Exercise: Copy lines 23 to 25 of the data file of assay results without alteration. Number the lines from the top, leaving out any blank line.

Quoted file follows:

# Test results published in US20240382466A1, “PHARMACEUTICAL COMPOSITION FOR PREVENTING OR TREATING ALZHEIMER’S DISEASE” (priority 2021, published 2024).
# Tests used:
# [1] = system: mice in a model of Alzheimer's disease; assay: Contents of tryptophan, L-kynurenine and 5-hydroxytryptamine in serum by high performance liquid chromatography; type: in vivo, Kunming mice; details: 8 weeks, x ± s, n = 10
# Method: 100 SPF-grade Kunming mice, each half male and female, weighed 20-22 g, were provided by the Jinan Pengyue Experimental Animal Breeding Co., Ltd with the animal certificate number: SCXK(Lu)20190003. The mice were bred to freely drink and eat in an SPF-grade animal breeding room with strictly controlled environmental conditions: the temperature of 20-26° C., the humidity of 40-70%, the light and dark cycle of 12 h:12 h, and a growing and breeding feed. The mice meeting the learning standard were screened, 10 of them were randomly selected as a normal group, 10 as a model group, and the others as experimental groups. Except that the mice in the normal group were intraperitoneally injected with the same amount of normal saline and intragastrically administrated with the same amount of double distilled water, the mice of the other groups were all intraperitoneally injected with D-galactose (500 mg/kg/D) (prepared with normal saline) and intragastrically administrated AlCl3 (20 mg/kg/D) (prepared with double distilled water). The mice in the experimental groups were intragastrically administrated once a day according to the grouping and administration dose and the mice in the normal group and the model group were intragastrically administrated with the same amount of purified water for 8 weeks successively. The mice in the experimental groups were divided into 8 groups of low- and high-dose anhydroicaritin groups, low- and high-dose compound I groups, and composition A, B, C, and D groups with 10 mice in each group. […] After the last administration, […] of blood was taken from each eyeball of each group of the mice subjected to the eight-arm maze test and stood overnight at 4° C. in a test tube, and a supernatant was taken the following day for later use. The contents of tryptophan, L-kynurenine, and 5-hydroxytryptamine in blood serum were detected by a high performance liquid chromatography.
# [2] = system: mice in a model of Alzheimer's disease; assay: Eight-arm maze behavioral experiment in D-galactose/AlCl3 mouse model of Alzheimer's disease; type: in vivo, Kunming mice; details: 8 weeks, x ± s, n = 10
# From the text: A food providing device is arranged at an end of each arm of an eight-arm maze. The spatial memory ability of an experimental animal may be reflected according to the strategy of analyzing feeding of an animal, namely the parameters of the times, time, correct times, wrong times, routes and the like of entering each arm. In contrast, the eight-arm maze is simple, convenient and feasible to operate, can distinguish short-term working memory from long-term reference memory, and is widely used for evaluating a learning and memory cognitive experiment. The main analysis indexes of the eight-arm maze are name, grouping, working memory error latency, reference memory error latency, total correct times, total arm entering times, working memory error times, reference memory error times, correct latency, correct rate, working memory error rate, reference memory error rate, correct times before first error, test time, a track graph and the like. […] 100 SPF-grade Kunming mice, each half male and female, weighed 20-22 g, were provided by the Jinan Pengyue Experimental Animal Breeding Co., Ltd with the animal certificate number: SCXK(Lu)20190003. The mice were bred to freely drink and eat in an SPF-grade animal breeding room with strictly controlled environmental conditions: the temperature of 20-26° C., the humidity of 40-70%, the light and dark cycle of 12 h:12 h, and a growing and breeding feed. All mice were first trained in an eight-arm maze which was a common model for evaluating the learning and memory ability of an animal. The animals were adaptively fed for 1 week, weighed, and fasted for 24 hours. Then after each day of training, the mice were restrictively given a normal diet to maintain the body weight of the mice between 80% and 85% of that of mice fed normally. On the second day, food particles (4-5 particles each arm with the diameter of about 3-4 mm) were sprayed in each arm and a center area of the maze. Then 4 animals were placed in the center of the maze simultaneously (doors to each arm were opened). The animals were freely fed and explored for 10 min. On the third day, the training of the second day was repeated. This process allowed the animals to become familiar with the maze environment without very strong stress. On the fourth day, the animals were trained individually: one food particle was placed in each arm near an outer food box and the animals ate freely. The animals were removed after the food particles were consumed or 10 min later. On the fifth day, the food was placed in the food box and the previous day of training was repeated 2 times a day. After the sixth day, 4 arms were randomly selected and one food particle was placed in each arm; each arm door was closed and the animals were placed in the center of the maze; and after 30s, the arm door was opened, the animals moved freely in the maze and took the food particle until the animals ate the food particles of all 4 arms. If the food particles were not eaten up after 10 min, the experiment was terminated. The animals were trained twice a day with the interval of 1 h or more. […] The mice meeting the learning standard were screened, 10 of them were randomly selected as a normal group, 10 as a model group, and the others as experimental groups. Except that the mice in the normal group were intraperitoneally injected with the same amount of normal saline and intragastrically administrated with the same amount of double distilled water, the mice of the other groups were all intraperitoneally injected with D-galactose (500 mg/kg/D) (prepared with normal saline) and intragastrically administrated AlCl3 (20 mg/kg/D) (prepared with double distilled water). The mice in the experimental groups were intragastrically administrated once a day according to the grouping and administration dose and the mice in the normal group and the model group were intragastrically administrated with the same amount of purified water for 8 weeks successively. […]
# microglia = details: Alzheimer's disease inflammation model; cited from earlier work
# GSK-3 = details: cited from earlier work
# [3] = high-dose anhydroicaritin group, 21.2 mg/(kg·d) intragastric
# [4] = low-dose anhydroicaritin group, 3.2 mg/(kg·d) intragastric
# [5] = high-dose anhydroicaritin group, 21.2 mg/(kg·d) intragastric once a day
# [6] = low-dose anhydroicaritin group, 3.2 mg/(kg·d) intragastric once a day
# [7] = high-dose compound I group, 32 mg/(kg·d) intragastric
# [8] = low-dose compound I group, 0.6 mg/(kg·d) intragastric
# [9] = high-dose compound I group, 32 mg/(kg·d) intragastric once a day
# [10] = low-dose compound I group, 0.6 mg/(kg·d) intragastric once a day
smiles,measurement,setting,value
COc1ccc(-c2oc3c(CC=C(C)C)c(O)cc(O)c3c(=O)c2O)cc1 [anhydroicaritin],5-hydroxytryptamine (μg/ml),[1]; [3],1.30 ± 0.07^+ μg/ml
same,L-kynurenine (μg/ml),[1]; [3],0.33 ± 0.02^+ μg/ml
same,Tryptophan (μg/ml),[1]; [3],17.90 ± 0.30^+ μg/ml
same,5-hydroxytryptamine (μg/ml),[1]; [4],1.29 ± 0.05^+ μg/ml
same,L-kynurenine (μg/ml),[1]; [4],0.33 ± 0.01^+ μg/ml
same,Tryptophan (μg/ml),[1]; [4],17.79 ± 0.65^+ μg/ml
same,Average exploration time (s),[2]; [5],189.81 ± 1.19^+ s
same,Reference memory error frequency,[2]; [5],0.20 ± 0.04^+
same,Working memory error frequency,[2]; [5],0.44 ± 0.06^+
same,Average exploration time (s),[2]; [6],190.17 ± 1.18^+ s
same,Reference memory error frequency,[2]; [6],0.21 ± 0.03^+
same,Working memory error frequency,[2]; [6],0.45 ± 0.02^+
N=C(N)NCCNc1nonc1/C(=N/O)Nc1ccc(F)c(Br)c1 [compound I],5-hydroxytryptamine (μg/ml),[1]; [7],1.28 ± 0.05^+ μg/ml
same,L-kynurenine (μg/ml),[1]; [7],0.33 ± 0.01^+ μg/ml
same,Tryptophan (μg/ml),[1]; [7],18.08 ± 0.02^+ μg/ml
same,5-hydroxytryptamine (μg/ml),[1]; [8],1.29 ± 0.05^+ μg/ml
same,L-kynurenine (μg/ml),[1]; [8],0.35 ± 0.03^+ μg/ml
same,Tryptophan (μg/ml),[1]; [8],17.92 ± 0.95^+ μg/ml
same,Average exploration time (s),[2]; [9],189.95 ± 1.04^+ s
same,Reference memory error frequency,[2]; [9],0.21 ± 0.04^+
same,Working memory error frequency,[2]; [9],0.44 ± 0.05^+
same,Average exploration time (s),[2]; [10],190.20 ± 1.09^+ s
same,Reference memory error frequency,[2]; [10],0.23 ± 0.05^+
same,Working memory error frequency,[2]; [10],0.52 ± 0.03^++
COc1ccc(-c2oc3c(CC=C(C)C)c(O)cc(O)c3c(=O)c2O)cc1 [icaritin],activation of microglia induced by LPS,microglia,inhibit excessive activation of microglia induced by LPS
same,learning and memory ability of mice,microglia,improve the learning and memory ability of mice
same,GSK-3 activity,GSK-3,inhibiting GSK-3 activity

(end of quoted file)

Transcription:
same,Tryptophan (μg/ml),[1]; [4],17.79 ± 0.65^+ μg/ml
same,Average exploration time (s),[2]; [5],189.81 ± 1.19^+ s
same,Reference memory error frequency,[2]; [5],0.20 ± 0.04^+